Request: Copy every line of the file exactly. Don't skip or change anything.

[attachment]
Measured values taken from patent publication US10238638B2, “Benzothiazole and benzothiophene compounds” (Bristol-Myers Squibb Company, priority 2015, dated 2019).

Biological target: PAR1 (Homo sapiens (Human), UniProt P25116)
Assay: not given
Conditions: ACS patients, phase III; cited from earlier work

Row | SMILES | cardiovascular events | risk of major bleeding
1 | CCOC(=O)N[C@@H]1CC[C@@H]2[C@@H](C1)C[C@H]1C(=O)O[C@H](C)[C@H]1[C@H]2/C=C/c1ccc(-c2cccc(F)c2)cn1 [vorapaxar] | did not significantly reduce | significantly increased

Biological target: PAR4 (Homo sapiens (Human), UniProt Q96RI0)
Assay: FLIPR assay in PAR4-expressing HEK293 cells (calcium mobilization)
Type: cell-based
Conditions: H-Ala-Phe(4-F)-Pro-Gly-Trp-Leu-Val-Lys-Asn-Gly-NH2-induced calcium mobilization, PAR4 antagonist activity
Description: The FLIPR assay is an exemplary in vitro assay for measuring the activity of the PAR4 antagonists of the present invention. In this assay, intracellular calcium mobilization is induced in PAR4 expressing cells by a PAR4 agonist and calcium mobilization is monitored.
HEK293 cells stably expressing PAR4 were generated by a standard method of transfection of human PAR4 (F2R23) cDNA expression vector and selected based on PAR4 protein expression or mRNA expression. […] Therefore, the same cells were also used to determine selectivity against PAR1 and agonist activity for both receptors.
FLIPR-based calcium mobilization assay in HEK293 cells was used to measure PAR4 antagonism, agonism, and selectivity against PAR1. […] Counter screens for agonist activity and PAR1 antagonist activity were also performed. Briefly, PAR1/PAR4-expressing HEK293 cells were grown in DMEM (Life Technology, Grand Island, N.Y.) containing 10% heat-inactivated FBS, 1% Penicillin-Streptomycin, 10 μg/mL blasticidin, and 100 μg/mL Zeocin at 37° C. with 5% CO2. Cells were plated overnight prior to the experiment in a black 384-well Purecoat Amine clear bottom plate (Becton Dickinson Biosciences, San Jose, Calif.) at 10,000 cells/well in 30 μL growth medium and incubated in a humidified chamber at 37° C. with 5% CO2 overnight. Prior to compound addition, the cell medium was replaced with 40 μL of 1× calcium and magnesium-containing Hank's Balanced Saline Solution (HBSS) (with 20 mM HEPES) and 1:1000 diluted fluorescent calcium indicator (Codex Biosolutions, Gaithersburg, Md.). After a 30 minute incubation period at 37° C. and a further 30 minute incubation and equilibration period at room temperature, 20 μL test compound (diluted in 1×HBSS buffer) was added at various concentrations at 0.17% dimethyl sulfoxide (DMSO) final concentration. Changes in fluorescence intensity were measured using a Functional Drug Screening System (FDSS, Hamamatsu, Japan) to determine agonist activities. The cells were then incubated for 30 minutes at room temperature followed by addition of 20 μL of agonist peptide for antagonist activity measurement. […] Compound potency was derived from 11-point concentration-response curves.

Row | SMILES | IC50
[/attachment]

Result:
Measured values taken from patent publication US10238638B2, “Benzothiazole and benzothiophene compounds” (Bristol-Myers Squibb Company, priority 2015, dated 2019).

Biological target: PAR1 (Homo sapiens (Human), UniProt P25116)
Assay: not given
Conditions: ACS patients, phase III; cited from earlier work

Row | SMILES | cardiovascular events | risk of major bleeding
1 | CCOC(=O)N[C@@H]1CC[C@@H]2[C@@H](C1)C[C@H]1C(=O)O[C@H](C)[C@H]1[C@H]2/C=C/c1ccc(-c2cccc(F)c2)cn1 [vorapaxar] | did not significantly reduce | significantly increased

Biological target: PAR4 (Homo sapiens (Human), UniProt Q96RI0)
Assay: FLIPR assay in PAR4-expressing HEK293 cells (calcium mobilization)
Type: cell-based
Conditions: H-Ala-Phe(4-F)-Pro-Gly-Trp-Leu-Val-Lys-Asn-Gly-NH2-induced calcium mobilization, PAR4 antagonist activity
Description: The FLIPR assay is an exemplary in vitro assay for measuring the activity of the PAR4 antagonists of the present invention. In this assay, intracellular calcium mobilization is induced in PAR4 expressing cells by a PAR4 agonist and calcium mobilization is monitored.
HEK293 cells stably expressing PAR4 were generated by a standard method of transfection of human PAR4 (F2R23) cDNA expression vector and selected based on PAR4 protein expression or mRNA expression. […] Therefore, the same cells were also used to determine selectivity against PAR1 and agonist activity for both receptors.
FLIPR-based calcium mobilization assay in HEK293 cells was used to measure PAR4 antagonism, agonism, and selectivity against PAR1. […] Counter screens for agonist activity and PAR1 antagonist activity were also performed. Briefly, PAR1/PAR4-expressing HEK293 cells were grown in DMEM (Life Technology, Grand Island, N.Y.) containing 10% heat-inactivated FBS, 1% Penicillin-Streptomycin, 10 μg/mL blasticidin, and 100 μg/mL Zeocin at 37° C. with 5% CO2. Cells were plated overnight prior to the experiment in a black 384-well Purecoat Amine clear bottom plate (Becton Dickinson Biosciences, San Jose, Calif.) at 10,000 cells/well in 30 μL growth medium and incubated in a humidified chamber at 37° C. with 5% CO2 overnight. Prior to compound addition, the cell medium was replaced with 40 μL of 1× calcium and magnesium-containing Hank's Balanced Saline Solution (HBSS) (with 20 mM HEPES) and 1:1000 diluted fluorescent calcium indicator (Codex Biosolutions, Gaithersburg, Md.). After a 30 minute incubation period at 37° C. and a further 30 minute incubation and equilibration period at room temperature, 20 μL test compound (diluted in 1×HBSS buffer) was added at various concentrations at 0.17% dimethyl sulfoxide (DMSO) final concentration. Changes in fluorescence intensity were measured using a Functional Drug Screening System (FDSS, Hamamatsu, Japan) to determine agonist activities. The cells were then incubated for 30 minutes at room temperature followed by addition of 20 μL of agonist peptide for antagonist activity measurement. […] Compound potency was derived from 11-point concentration-response curves.

Row | SMILES | IC50